The Market Mogul
The London Inter Bank Offered Rate is a complex and important figure which affects a plethora of financial products. In short, it is the interest rate which banks use when lending money to each other, being defined as:
“The rate at which an individual Contributor Panel bank could borrow funds, were it to do so by asking for and then accepting inter-bank offers in reasonable market size, just prior to 11.00 London time” tweet
LIBOR manipulation, as part of a criminal enterprise, has the intended effect of artificially altering the value of a financial product or commodity, so as to alter its value with the intention of making additional profit for the trader or traders in question, and , in the case of trader Tom Hayes of UBS, involved a vast number of individuals. Not only were Hayes and several of his immediate colleagues directly involved, but numerous employees at interdealer brokerage firms, whom are often involved in trades in over-the-counter markets. For these individuals, the intended effect of their LIBOR manipulation was to adjust the position held by Hayes in the Yen derivatives market in order to make Hayes additional profits for both himself and his employer. However, LIBOR, being an intrinsic and important aspect of sales and trading, has a widespread effect on a variety of financial instruments , as does manipulation of it.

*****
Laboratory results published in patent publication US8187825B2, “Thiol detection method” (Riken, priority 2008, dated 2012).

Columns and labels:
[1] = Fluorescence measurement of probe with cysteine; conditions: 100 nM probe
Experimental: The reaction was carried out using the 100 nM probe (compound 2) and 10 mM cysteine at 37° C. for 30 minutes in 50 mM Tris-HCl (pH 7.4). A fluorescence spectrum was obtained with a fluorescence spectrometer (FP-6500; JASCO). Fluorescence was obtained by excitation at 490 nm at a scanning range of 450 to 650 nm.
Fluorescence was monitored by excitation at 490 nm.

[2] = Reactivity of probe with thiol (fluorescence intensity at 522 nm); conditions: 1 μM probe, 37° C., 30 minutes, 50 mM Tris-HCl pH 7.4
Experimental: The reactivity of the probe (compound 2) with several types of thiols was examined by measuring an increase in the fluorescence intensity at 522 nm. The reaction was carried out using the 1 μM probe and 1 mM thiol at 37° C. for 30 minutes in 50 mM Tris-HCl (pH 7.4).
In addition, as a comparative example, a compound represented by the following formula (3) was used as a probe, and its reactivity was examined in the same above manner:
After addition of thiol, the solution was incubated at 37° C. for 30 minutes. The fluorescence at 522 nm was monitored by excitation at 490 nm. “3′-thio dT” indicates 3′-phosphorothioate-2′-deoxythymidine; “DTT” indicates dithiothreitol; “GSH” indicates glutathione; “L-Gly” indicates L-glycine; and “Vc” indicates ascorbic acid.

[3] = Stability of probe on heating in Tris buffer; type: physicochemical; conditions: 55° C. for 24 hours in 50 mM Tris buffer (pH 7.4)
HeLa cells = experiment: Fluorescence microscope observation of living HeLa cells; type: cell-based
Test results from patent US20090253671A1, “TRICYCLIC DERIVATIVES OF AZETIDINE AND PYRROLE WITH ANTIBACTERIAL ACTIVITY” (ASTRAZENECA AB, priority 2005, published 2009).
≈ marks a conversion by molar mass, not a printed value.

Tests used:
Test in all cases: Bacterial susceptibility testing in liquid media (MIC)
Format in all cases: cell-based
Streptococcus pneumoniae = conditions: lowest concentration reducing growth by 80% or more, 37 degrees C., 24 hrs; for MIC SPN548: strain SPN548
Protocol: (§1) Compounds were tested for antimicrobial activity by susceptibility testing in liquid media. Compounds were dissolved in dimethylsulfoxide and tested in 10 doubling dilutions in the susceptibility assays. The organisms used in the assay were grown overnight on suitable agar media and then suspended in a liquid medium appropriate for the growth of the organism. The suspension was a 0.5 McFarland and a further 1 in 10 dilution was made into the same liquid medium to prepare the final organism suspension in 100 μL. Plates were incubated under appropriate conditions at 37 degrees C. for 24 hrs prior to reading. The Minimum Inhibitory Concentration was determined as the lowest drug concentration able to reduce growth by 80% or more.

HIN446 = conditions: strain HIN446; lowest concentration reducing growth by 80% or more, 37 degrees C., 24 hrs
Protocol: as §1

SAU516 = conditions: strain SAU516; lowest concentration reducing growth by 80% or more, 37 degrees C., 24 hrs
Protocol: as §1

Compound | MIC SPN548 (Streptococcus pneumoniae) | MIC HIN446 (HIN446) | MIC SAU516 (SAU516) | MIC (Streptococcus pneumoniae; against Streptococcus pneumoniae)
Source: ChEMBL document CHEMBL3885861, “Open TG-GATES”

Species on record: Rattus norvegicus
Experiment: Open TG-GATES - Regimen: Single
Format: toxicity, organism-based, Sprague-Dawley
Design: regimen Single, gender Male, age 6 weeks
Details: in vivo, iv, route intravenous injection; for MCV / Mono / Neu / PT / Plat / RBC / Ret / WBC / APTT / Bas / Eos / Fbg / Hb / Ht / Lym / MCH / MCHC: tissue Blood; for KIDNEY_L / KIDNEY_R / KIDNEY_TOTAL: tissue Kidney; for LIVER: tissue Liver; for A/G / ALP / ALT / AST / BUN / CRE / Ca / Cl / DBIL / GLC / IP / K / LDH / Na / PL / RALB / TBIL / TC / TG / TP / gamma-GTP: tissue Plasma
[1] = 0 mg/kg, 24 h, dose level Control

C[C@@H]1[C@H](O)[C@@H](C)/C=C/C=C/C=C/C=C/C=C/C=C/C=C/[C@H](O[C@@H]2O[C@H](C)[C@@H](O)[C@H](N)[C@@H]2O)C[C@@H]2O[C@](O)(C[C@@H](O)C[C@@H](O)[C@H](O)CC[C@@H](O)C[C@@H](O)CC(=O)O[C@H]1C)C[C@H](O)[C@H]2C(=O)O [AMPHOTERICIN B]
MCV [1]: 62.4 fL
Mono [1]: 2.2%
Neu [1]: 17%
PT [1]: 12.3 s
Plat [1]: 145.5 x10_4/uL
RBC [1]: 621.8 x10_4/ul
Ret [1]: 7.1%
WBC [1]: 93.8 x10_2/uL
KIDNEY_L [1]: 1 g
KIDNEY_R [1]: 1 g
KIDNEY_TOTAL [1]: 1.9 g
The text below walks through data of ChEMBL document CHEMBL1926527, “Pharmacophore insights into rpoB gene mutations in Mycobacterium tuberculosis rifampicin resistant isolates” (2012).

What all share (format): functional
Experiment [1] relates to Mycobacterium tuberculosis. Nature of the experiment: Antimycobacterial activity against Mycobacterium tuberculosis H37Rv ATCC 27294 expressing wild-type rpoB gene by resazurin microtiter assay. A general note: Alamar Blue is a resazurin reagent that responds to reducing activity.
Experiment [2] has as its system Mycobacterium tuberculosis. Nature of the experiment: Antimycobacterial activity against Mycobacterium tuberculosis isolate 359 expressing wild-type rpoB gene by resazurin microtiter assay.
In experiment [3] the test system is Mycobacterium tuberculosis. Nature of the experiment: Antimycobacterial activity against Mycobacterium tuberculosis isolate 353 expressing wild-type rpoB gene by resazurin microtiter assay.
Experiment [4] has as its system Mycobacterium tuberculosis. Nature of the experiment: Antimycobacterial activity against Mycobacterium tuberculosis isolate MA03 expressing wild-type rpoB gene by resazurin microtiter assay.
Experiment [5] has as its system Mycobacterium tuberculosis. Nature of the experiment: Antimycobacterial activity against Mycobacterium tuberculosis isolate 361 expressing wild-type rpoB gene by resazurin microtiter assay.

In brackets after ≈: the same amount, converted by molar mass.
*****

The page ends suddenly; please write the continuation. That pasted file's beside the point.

The interest rate banks use to lend money to each other will of course have ramifications for the interest rates offered by banks to consumers, whether corporate or personal, with banks of course requiring higher interest rates to retain profitability due to higher costs should the LIBOR rate increase, or vice versa, thus demonstrating the effects that LIBOR can have on individuals.
Furthermore, LIBOR is utilised as a reference point for a plethora of financial products, many of which are merely securitised assets, backed by and contingent upon, mortgages and loans provided to individuals. Not only this, but financial instruments typically offered to corporations, such as derivatives, interest rate swaps, collateralised debt obligations, and interest rate futures, amongst others, will be inextricably linked to LIBOR, with it underpinning around $350 trillion in derivatives.
The vast extent of LIBOR’s influence over not only financial markets but also seemingly uninvolved citizens can be seen in statistics from the USA, with the majority of subprime mortgages and around 60% of prime-adjustable rate mortgages being linked to the US dollar LIBOR. Furthermore, in the UK around 2% of home mortgages would have been linked to the LIBOR rate, which whilst not sounding like a significant figure, actually represents around 250,000 mortgages, and by extension at least 250,000 people, who could have paid significant premiums as a result of criminal activity from LIBOR rigging. Not only this, but it has been confirmed that the US government has paid a total of $6 billion in additional interest payments as a direct result from LIBOR manipulation, thus demonstrating the vast extent of not only LIBORs influence, but also the widespread effects of criminal actions related to it.